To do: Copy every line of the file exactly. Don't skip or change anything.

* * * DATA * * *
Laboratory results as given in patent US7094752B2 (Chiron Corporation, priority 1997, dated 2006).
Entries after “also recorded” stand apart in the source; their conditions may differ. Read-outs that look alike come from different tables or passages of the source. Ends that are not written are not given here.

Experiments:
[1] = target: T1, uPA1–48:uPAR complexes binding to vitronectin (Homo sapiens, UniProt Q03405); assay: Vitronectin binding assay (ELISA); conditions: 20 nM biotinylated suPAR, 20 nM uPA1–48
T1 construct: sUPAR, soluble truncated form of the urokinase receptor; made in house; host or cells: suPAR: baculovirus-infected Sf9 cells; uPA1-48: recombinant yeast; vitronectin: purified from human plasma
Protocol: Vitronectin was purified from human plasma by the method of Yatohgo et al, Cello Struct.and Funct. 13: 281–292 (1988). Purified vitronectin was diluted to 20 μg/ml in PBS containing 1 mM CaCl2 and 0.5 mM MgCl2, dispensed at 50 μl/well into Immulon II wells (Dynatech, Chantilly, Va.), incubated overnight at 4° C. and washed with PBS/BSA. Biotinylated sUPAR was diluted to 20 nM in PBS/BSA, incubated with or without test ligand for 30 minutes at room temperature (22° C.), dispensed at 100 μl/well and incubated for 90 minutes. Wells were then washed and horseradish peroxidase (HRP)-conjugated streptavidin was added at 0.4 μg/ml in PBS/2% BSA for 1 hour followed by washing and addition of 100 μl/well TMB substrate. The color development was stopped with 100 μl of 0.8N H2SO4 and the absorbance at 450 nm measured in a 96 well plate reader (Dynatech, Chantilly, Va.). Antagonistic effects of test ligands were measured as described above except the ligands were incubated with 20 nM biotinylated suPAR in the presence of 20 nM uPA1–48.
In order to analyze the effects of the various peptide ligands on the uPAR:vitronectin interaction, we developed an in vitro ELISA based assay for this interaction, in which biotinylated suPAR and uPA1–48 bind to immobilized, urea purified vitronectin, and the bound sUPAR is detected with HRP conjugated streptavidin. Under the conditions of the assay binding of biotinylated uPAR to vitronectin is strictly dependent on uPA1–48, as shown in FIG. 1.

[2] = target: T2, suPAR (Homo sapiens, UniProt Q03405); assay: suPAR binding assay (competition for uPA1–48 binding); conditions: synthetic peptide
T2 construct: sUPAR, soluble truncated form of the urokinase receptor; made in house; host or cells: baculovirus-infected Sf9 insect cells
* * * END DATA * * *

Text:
Laboratory results as given in patent US7094752B2 (Chiron Corporation, priority 1997, dated 2006).
Entries after “also recorded” stand apart in the source; their conditions may differ. Read-outs that look alike come from different tables or passages of the source. Ends that are not written are not given here.

Experiments:
[1] = target: T1, uPA1–48:uPAR complexes binding to vitronectin (Homo sapiens, UniProt Q03405); assay: Vitronectin binding assay (ELISA); conditions: 20 nM biotinylated suPAR, 20 nM uPA1–48
T1 construct: sUPAR, soluble truncated form of the urokinase receptor; made in house; host or cells: suPAR: baculovirus-infected Sf9 cells; uPA1-48: recombinant yeast; vitronectin: purified from human plasma
Protocol: Vitronectin was purified from human plasma by the method of Yatohgo et al, Cello Struct.and Funct. 13: 281–292 (1988). Purified vitronectin was diluted to 20 μg/ml in PBS containing 1 mM CaCl2 and 0.5 mM MgCl2, dispensed at 50 μl/well into Immulon II wells (Dynatech, Chantilly, Va.), incubated overnight at 4° C. and washed with PBS/BSA. Biotinylated sUPAR was diluted to 20 nM in PBS/BSA, incubated with or without test ligand for 30 minutes at room temperature (22° C.), dispensed at 100 μl/well and incubated for 90 minutes. Wells were then washed and horseradish peroxidase (HRP)-conjugated streptavidin was added at 0.4 μg/ml in PBS/2% BSA for 1 hour followed by washing and addition of 100 μl/well TMB substrate. The color development was stopped with 100 μl of 0.8N H2SO4 and the absorbance at 450 nm measured in a 96 well plate reader (Dynatech, Chantilly, Va.). Antagonistic effects of test ligands were measured as described above except the ligands were incubated with 20 nM biotinylated suPAR in the presence of 20 nM uPA1–48.
In order to analyze the effects of the various peptide ligands on the uPAR:vitronectin interaction, we developed an in vitro ELISA based assay for this interaction, in which biotinylated suPAR and uPA1–48 bind to immobilized, urea purified vitronectin, and the bound sUPAR is detected with HRP conjugated streptavidin. Under the conditions of the assay binding of biotinylated uPAR to vitronectin is strictly dependent on uPA1–48, as shown in FIG. 1.

[2] = target: T2, suPAR (Homo sapiens, UniProt Q03405); assay: suPAR binding assay (competition for uPA1–48 binding); conditions: synthetic peptide
T2 construct: sUPAR, soluble truncated form of the urokinase receptor; made in house; host or cells: baculovirus-infected Sf9 insect cells